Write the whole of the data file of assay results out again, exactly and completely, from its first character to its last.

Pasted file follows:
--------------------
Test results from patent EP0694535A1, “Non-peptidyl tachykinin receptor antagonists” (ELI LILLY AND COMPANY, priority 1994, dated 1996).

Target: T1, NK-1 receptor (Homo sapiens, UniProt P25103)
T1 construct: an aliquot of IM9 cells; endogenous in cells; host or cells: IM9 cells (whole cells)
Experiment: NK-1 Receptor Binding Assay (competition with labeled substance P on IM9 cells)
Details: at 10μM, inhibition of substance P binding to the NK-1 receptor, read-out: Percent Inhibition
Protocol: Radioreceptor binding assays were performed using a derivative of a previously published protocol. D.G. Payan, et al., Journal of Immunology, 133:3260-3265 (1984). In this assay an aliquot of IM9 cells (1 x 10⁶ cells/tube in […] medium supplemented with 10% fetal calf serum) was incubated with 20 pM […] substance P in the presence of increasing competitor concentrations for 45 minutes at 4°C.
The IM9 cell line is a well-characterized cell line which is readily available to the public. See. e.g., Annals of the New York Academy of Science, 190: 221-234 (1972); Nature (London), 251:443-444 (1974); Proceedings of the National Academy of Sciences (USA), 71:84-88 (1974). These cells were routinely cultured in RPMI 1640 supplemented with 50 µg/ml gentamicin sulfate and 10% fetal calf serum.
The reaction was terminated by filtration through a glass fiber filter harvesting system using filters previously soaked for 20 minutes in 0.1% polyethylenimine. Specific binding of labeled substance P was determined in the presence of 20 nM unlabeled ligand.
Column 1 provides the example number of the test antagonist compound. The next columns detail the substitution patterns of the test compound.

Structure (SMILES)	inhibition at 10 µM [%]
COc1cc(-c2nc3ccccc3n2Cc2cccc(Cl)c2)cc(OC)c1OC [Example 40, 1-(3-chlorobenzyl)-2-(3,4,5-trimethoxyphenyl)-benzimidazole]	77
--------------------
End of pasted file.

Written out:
Test results from patent EP0694535A1, “Non-peptidyl tachykinin receptor antagonists” (ELI LILLY AND COMPANY, priority 1994, dated 1996).

Target: T1, NK-1 receptor (Homo sapiens, UniProt P25103)
T1 construct: an aliquot of IM9 cells; endogenous in cells; host or cells: IM9 cells (whole cells)
Experiment: NK-1 Receptor Binding Assay (competition with labeled substance P on IM9 cells)
Details: at 10μM, inhibition of substance P binding to the NK-1 receptor, read-out: Percent Inhibition
Protocol: Radioreceptor binding assays were performed using a derivative of a previously published protocol. D.G. Payan, et al., Journal of Immunology, 133:3260-3265 (1984). In this assay an aliquot of IM9 cells (1 x 10⁶ cells/tube in […] medium supplemented with 10% fetal calf serum) was incubated with 20 pM […] substance P in the presence of increasing competitor concentrations for 45 minutes at 4°C.
The IM9 cell line is a well-characterized cell line which is readily available to the public. See. e.g., Annals of the New York Academy of Science, 190: 221-234 (1972); Nature (London), 251:443-444 (1974); Proceedings of the National Academy of Sciences (USA), 71:84-88 (1974). These cells were routinely cultured in RPMI 1640 supplemented with 50 µg/ml gentamicin sulfate and 10% fetal calf serum.
The reaction was terminated by filtration through a glass fiber filter harvesting system using filters previously soaked for 20 minutes in 0.1% polyethylenimine. Specific binding of labeled substance P was determined in the presence of 20 nM unlabeled ligand.
Column 1 provides the example number of the test antagonist compound. The next columns detail the substitution patterns of the test compound.

Structure (SMILES)	inhibition at 10 µM [%]
COc1cc(-c2nc3ccccc3n2Cc2cccc(Cl)c2)cc(OC)c1OC [Example 40, 1-(3-chlorobenzyl)-2-(3,4,5-trimethoxyphenyl)-benzimidazole]	77